When Chapter 7 Isn't the Right Choice

If you can't wipe out enough debt, or if you have to sacrifice too much property, Chapter 7 may not be worthwhile.

If you are inclined to file for Chapter 7 bankruptcy, take a moment to decide whether it makes economic sense. You need to consider three questions:

  • Are you judgment proof -- that is, is a creditor legally barred from taking your property or income even if you don't file for bankruptcy?
  • Will bankruptcy discharge enough of your debts to make it worth your while?
  • Will you have to give up property you desperately want to keep?
Are You Judgment Proof?

Most unsecured creditors are required to obtain a court judgment before they can start collection procedures, such as a wage garnishment or seizure of personal property. (Taxes, child support, and student loans are exceptions to this general rule.)

If your debts are mainly of the type that require a judgment, the next question is whether you have any income or property that your creditors can seize if they go to the trouble of obtaining a judgment. For instance, if all of your income comes from Social Security (which can’t be taken by creditors), and all of your property is exempt, there is nothing your creditors can take from you to satisfy their judgment. That makes you "judgment proof."

While you may still wish to file for bankruptcy to get a fresh start, nothing bad will happen to you if you don’t file, no matter how much you owe.

Is Bankruptcy More Than You Need?

You may be considering bankruptcy just to stop harassment by your creditors. However, in most cases, you can stop creditors from making telephone calls to your home or work by simply telling them to stop.

Will Bankruptcy Discharge Enough of Your Debts?

Certain categories of debts cannot be discharged in Chapter 7 bankruptcy. It doesn't make much sense to file for Chapter 7 bankruptcy if your primary goal is to get rid of these nondischargeable debts. The main nondischargeable debts are:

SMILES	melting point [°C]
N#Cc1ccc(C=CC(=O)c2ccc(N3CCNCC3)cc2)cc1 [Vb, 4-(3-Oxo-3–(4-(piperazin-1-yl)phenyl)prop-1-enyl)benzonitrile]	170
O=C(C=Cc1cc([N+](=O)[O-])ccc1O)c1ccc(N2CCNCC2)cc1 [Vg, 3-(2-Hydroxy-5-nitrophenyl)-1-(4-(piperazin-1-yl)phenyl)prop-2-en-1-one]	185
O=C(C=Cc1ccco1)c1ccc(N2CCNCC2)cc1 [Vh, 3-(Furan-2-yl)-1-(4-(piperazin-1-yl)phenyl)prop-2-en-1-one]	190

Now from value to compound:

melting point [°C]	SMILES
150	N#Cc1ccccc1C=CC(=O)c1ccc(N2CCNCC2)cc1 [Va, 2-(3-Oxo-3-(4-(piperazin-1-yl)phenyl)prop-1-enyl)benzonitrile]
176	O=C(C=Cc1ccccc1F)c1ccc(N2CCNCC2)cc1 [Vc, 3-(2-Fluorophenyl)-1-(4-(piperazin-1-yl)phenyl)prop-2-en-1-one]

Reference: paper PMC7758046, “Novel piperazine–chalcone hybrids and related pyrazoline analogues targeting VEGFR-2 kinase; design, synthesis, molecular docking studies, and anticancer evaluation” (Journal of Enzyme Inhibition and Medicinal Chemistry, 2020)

• back child support and alimony obligations
  • student loans, unless repayment would cause you undue hardship
  • income taxes less than three years past due
  • recent debts for luxuries (more than $500 to any one creditor incurred within 90 days before you file for bankruptcy, and cash advances of more than $750 within 70 days before you file), and
  • court judgments for injuries or death to someone arising from your intoxicated driving.

The bankruptcy judge may rule some types of debts nondischargeable if the creditor objects in the bankruptcy court. These debts include:

  • debts incurred on the basis of fraud, such as lying on a credit application or writing a bad check
  • debts from willful or malicious injury to another or another's property
  • debts from larceny (theft), breach of trust, or embezzlement, or
  • debts arising out of a marital settlement agreement or divorce decree that aren't otherwise automatically nondischargeable as support or alimony.

If the bulk of your indebtedness is from debts that creditors may request be discharged, it may still make sense to file for bankruptcy and hope your creditors don't object.

WARNING: Codebtors will still be on the hook. If you want to discharge debts for which you have a codebtor (such as someone who cosigned a loan for you, or a business partner who is equally liable for the debt), bankruptcy won't wipe out the debt. If the debt is of a type that can be discharged in bankruptcy, you will no longer be legally responsible for paying it, but your codebtor will.

How Much Property Will You Have to Give Up?

Whether or not you decide to file for bankruptcy may depend on what property of yours will be taken to pay your creditors ("nonexempt" property) and what property you will keep ("exempt" property).

Certain kinds of property are exempt in almost every state, while others are almost never exempt. The following are items you can typically keep (exempt property):

  • motor vehicles, to a certain value
  • reasonably necessary clothing (no mink coats)
  • reasonably needed household furnishings and goods (the second TV may have to go)
  • household appliances
  • jewelry, to a certain value
  • personal effects
  • life insurance (cash or loan value, or the proceeds of life insurance), to a certain value
  • pensions
  • part of the equity in your home
  • tools of your trade or profession, to a certain value
  • portion of unpaid but earned wages, and
  • public benefits (welfare, Social Security, unemployment compensation) accumulated in a bank account.

Items you must typically give up (nonexempt property) include:

  • expensive musical instruments (unless you're a professional musician)
  • stamp, coin, and other collections
  • family heirlooms
  • cash, bank accounts, stocks, bonds, and other investments
  • second car or truck, and
  • a second or vacation home.

Copyright 2005 Nolo